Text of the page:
"State of the Developing World: PPP Income, Catching-Up/Falling Behind, and No Growth," June 2021

     

    See abstract at https://papers.ssrn.com/sol3/papers.cfm?abstract_id=2909338

     

    "South Asia/Frontier Long-Term Income Dynamics and Income-Health Relationships," July 2019.

     

    See abstract at https://papers.ssrn.com/sol3/papers.cfm?abstract_id=3277198


    Globalization and Institutions

     

    "Multinational Corporations and Institutions" July 2019.

     

    See abstract at https://papers.ssrn.com/sol3/papers.cfm?abstract_id=2909320

     

    Foreign Aid and Long-Term Prospects of Recipients,September 2019.

     

    See abstract at https://papers.ssrn.com/sol3/papers.cfm?abstract_id=3277203

    Published Papers by Topic

    Total citations to my papers: 689 on 05/30/23 (including some to working papers)

     

    For list of citations, see, my Google Scholar profile here.

     

    Long-Term Economic Growth and Income Gaps, Total Citations: 39.

     

    Income Convergence and The Catch-Up Index,” The North American Journal of Economics and Finance, Vol. 48 (2019), pp. 613-627. Published online August 16, 2018, Cited by: 39

     

     

    Stillbirths and Life Expectancy, Total Citations: Five

     

    "Stillbirths: How should its rate be reported, its disability-adjusted-life-years (DALY), and stillbirths adjusted life expectancy, "BMC Medical Informatics and Decision Making, Vol. 19 (2019), pp. 133-140, Cited by: Five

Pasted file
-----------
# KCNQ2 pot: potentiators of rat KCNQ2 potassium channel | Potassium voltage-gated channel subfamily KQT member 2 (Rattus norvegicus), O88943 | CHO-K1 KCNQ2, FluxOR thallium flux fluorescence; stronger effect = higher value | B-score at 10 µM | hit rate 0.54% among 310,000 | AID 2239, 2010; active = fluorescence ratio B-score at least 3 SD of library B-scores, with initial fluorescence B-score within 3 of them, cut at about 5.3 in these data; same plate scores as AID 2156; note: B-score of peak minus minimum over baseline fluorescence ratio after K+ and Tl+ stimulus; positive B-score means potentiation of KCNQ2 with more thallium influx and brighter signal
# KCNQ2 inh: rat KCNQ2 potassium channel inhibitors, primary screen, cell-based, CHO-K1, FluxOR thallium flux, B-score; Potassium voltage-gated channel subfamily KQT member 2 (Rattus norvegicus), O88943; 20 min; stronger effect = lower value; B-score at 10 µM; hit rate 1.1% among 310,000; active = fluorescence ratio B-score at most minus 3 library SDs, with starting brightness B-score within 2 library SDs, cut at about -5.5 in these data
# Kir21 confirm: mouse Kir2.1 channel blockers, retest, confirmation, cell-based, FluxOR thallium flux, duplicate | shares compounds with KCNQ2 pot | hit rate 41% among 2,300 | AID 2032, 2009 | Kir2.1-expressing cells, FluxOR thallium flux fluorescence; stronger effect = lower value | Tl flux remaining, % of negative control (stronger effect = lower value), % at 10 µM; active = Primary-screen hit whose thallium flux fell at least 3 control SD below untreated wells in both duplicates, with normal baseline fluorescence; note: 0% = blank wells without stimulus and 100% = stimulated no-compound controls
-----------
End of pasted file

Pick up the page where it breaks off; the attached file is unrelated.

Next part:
Globalization and Institutions, Total Citations: 32.

     

    Financial Openness & Institutions In Developing Countries,” Research in International Business and Finance, Vol. 46, December 2018, pp 240-250, Cited by: 10

     

    Are Institutions In Developing Countries Malleable,” Journal of Policy Modeling, Vol. 38 (2016), Issue 2, pp. 272-289. Cited by: 22.

     

     

    Capital Flight and Capital Flows, Total Citations: 309.

     

    Relationship Between Different Types of Private Flows To Developing Countries,” Quantitative and Qualitative Analysis in Social Sciences, Vol. 4 (2010), Issue 1, pp. 58-82, Cited by: Six.

     

    “Capital Flight,” Commissioned Entry in the Encyclopedia of Globalization, Vol. I (2007), R. Robertson and J.A. Scholte (eds.), published by Routledge. ISBN # 0-415-97314-7

     

    Capital Mobility among Advanced Countries.” Journal of Policy Modeling, Vol. 27, December 2005, pp. 1067-1081, Cited by nine.

     

    "The Asian Crisis and Financial and Capital Account Liberalization,” pp. 98-108 in Chatterji, M. and P. Gangopadhyay (eds.) “Economic Globalization and Asia.” (2005) Ashgate Publishing Ltd., U.K., ISBN # 0-75-46414-7,

     

    What is Capital Flight?The World Economy, Vol. 25, No. 3, March 2002, pp. 341-358, Cited by 66.

     

    Capital Inflows and Capital Flight – Individual Countries Experience,“ Journal of Economic Integration, December 1998, pp. 644-61, Cited by 36.

     

    Foreign Direct Investment and Capital Flight” Princeton Studies in International Finance, No. 80 (1996), International Finance Section, Department of Economics, Princeton University, Princeton, NJ, Cited by 192.

     

     

    Transfer Pricing, Total Citations: 319

     

    Minority Ownership, Deferral, Perverse Intra-firm Trade and Tariffs,” International Economic Journal, Spring 1995, pp. 19-39. Cited by 26.

     

    Multinational Firms and Government Revenues,” Journal of Public Economics, Vol. 42 (1990), Issue 2, pp. 135-47/ Cited by 93.

     

    Perverse Intra-firm Trade,Southern Economic Journal, Vol. 56 (1989), No. 1; Cited by 11.

     

    Foreign Subsidiary, Transfer-pricing and Tariffs.” Southern Economic Journal 55 (1988), 162–170; Cited by 42.

     

    Endogenous Transfer Pricing and the Effects of Uncertain Regulation,” Journal of International Economics, 24 (1988), 147-157; Cited by 147.